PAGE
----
This album was recorded in 1992, but never released nationally. Some of the participants are no longer with us and Billy May hasn't been active for a few years. Bob Cooper, listed on sax for example, passed away in 1993 and Conte Candoli last year. The hiatus between recording and release dates notwithstanding, Stallone gives another credible performance aided and abetted considerably by the May's band loaded with top West Coast section and studio players. Like a tough tenor, Stallone is a tough baritone with a powerful set of pipes that he applies effectively to a play list of 10 familiar pieces with great charts constructed by the inimitable May. The big voiced singer shows his considerable spurs on a swinging "Exactly Like You" and a tender ballad version of "Baby Won't You Please Come Home". Stallone uses some of the same mannerisms (and some songs) associated with Sinatra with the huts and heys. But so what. The result is still a highly entertaining session of vocalizing. The big downer, however, is that the CD offers a scant 24 minutes of music. The CD is over before the listener really has had a chance to settle in. The other problem is that the order of songs as listed in the liner notes is different from the order they appear on the CD. Somewhat disconcerting, but not fatal.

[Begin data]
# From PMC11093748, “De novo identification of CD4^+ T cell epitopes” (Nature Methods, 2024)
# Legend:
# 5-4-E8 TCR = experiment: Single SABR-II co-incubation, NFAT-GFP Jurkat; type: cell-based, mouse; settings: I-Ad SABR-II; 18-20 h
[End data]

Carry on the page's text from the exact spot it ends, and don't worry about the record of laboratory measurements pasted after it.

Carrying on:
Visit the singer at www.frankstallone.com.
Track Listing: I Can't Believe; Close Your Eyes; I Got a Right to Sing the Blues; Saturday Night; Exactly Like You; By the River St. Marie; Gee Baby Ain't I Good to You; I Didn't Know What Time It Was; Baby Won't You Please Come Home; Long Ago and Far Away
Personnel: Frank Stallone - Vocals/Producer; Billy May - Conductor/Arranger; Tommy Newsom, John Bambridge, Bob Cooper, Pete Christlieb, Don Ashworth - Sax; Conte Candoli, Pete Candoli, Rick Baptist, Warren Luening - Trumpet; Lloyd Ulyate, Dick Nash, Charlie Loper - Trombone Jim Self - Bass Trombone/Tuba; Pete Jolly -Piano; Bob Bain - Guitar; Chuck Berghofer - Bass; Alvin Stoller - Drums
I love jazz because transports me to another reality.
I was first exposed to jazz a concert on the lake many years ago.
I met many musicians at various international jazz festivals.
The best show I ever attended was Jazzascona in Suisse.
The first jazz record I bought was Miles Davis and John Coltrane.
My advice to new listeners is listen to music with an open mind.
Listen, think and share jazz everywhere.